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Sexual Misconduct Offenses

Sexual misconduct includes, but is not limited to:

SEXUAL HARASSMENT

Sexual Harassment is:
  • unwelcome, gender-based verbal or physical conduct that is,
  • sufficiently severe, persistent or pervasive that it,
  • unreasonably interferes with, denies, alters, or limits someone's ability to participate in or benefit from the university's educational programs and/or activities, or employment, and is 
  • based on power differentials (quid pro quo), the creation of a hostile environment, or retaliation.

Examples include: an attempt to coerce an unwilling person into a sexual relationship; to repeatedly subject a person to egregious, unwelcome sexual attention; to punish a refusal to comply with a sexual based request; to condition a benefit on submitting to sexual advances; sexual violence; intimate partner violence, stalking; gender-based bullying.

NON-CONSENSUAL SEXUAL CONTACT

Non-Consensual Sexual Contact is:
  • any intentional sexual touching,
  • however slight,
  • with any object,
  • by a man or a woman upon a man or a woman,
  • that is without consent and/or by force.

Examples include: Intentional contact with the breasts, buttock, groin, or genitals, or touching another with any of these body parts, or making another touch you or themselves with or on any of these body parts; any intentional bodily contact in a sexual manner, though not involving contact with/of/by breasts, buttocks, groin, genitals, mouth or other orifice.

NON-CONSENSUAL SEXUAL INTERCOURSE

Non-Consensual Sexual Intercourse is:
  • any sexual intercourse
  • however slight,
  • with any object,
  • by a man or woman upon a man or a woman,
  • that is without consent and/or by force.

Examples include: vaginal and/or anal penetration by a penis, object, tongue or finger, and oral copulation (mouth to genital contact or genital to mouth contact), no matter how slight the penetration or contact.

SEXUAL EXPLOITATION

Occurs when an individual takes non-consensual or abusive sexual advantage of another for his/her own advantage or benefit, or to benefit or advantage anyone other than the one being exploited, and that behavior does not otherwise constitute one of the other sexual misconduct offenses.

Examples of sexual exploitation include, but are not limited to:
  • Invasion of sexual privacy;
  • prostituting another;
  • non-consensual video or audio-taping of sexual activity;
  • going beyond the boundaries of consent (such as letting your friends hide in the closet to watch you having consensual sex);
  • engaging in voyeurism (peeping Tom);
  • knowingly transmitting an STI or HIV to another;
  • Exposing one's genitals in non-consensual circumstances; inducing another to expose their genitals;
  • Sexually-based stalking and/or bullying may also be forms of sexual exploitation

ADDITIONAL APPLICABLE DEFINITIONS

Consent

Consent is clear, knowing and voluntary. Consent is active, not passive. Silence, in and of itself, cannot be interpreted as consent. Consent can be given by words or actions, as long as those words or actions create mutually understandable clear permission regarding willingness to engage in (and the conditions of) sexual activity. Consent to any one form of sexual activity cannot automatically imply consent to any other forms of sexual activity. Previous relationships or prior consent cannot imply consent to future sexual acts.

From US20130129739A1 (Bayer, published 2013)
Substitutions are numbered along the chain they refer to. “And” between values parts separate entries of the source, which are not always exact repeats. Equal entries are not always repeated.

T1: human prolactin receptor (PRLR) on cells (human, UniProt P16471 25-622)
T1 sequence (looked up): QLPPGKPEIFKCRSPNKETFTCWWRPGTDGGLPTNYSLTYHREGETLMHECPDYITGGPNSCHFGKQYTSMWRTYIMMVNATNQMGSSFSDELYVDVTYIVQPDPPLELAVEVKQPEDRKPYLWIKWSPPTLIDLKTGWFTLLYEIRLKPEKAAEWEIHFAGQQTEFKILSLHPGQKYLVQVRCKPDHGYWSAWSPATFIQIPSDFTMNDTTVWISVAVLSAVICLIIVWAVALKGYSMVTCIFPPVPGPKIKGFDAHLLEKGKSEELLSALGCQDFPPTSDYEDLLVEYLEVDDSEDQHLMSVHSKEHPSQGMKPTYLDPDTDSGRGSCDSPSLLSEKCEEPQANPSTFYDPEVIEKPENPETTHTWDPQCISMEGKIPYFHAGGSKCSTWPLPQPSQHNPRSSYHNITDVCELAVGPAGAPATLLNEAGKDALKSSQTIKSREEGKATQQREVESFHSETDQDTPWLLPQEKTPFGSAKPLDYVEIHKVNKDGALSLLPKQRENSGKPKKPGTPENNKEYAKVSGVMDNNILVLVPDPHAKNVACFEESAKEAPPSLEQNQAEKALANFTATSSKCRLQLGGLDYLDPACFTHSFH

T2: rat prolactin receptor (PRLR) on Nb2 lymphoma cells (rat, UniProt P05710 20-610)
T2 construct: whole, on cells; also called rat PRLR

Force

Force is the use of physical violence and/or imposing on someone physically to gain sexual access. Force also includes threats, intimidation (implied threats) and coercion that overcome resistance or produce consent ("Have sex with me or I'll hit you. Okay, don't hit me, I'll do what you want.").

Coercion

Coercion is unreasonable pressure for sexual activity. Coercive behavior differs from seductive behavior based on the type of pressure someone uses to get consent from another. When someone makes clear to you that they do not want sex, that they want to stop, or that they do not want to go past a certain point of sexual interaction, continued pressure beyond that point can be coercive.

Additional Information

There is no requirement that a party resists the sexual advance or request, but resistance is a clear demonstration of non-consent. The presence of force is not demonstrated by the absence of resistance. Sexual activity that is forced is by definition non-consensual, but non-consensual sexual activity is not by definition forced.

In order to give effective consent, one must be of legal age. Sexual activity with someone who one should know to be -- or based on the circumstances should reasonably have known to be -- mentally or physically incapacitated (by alcohol or other drug use, unconsciousness or blackout), constitutes a violation of this policy. Incapacitation is a state where someone cannot make rational, reasonable decisions because they lack the capacity to give knowing consent (e.g., to understand the "who, what, when, where, why or how" of their sexual interaction).

This also covers a person whose incapacity results from mental disability, sleep, involuntary physical restraint, or from the taking of rape drugs. Possession, use and/or distribution of any of these substances, including Rohypnol, Ketamine, GHB, Burundanga, etc. is prohibited, and administering one of these drugs to another individual is a violation. Use of alcohol or other drugs will never function as a defense for any behavior that violates this policy.

Visit 911rape.org for more information >>

The sexual orientation and/or gender identity of individuals engaging in sexual activity is not relevant to allegations under this policy. Sexual misconduct includes actions of any man or woman upon a man or woman in any combination, same gender or opposite gender.